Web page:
March 11, 2012

Digital Programmes – The Comedy of Errors (NT Live)

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When I attended the live screening of The Comedy of Errors last week, I was disappointed to find that only free cast lists were available in the foyer - there was not the opportunity to buy a physical programme, as available in the theatre. However, I realised yesterday that the National is advertising digital programmes to accompany the NT Live broadcast productions, so I decided to experiment and download the material for this production.

It's a wonderful idea. The limitations of the print programme are manifest, full as a standard one is with advertising and bound to words and images. The digital programme, by contrast, allows the National to make use of its impressive digital technology to create something more interactive and dynamic.

Firstly, it's an extremely attractive interface. Navigable with cursor keys, it looks like a print programme but with a cleanness and fluidity that belies the specificity of the content. Everything you would expect - an introduction to the theatre, a cast list, a synopsis etc. - is present and correct, but content is grouped under specific pages. Thus, there is one page for adverts, and if you would like to see more you can scroll down; if you want to pass through, you can skip directly to the next type of content. There are long essays by Jonathan Bate and Adrian Poole on Shakepeare's cities, finely illustrated, and a long illustrated biographies article.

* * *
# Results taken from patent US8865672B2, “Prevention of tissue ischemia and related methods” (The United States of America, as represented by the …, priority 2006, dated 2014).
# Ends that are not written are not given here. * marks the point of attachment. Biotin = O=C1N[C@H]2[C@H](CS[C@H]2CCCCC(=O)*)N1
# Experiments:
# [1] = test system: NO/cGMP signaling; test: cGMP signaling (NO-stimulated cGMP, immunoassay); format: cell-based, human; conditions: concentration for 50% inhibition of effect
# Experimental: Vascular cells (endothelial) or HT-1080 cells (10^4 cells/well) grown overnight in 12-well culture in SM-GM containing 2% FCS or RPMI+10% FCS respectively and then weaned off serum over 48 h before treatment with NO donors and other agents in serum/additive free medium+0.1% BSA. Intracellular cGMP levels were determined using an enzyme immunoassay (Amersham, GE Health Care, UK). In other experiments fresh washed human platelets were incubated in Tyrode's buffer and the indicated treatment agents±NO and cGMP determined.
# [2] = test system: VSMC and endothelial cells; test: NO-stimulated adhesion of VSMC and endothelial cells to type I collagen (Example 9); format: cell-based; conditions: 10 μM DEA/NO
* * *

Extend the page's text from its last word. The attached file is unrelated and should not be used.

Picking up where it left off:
Most exciting, though, is the digital content itself. The image gallery is particularly impressive, featuring fourteen huge, hi-res production images, the kind of quality which one can't get in a print programme. There is also the trailer for the production, which features video and audio footage from the production (including the band's cover of Crazy) as well as fun graphics.

It's a stunning idea, and I hope it's something the theatre continues to work on. More kinds of content would diversify it even more - why not include creative interviews, for example, or some of the stock video footage of the National's history that was frustrating to be forced to sit through during previous NT Live broadcasts, but would be great to revisit at leisure. Well worth the purchase, and I'll do so again in future.

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Peter Kirwan is Teaching Associate in Shakespeare and Early Modern Drama at the University of Nottingham and a reviewer of Shakespearean theatre for several academic journals.

The Bardathon is his experimental review blog, covering productions of (or based on) all early modern plays. The aim is to combine immediate reactions with the detail and analysis of the academic review.

Theatre criticism always needs more voices. Please comment with your own views and contributions!

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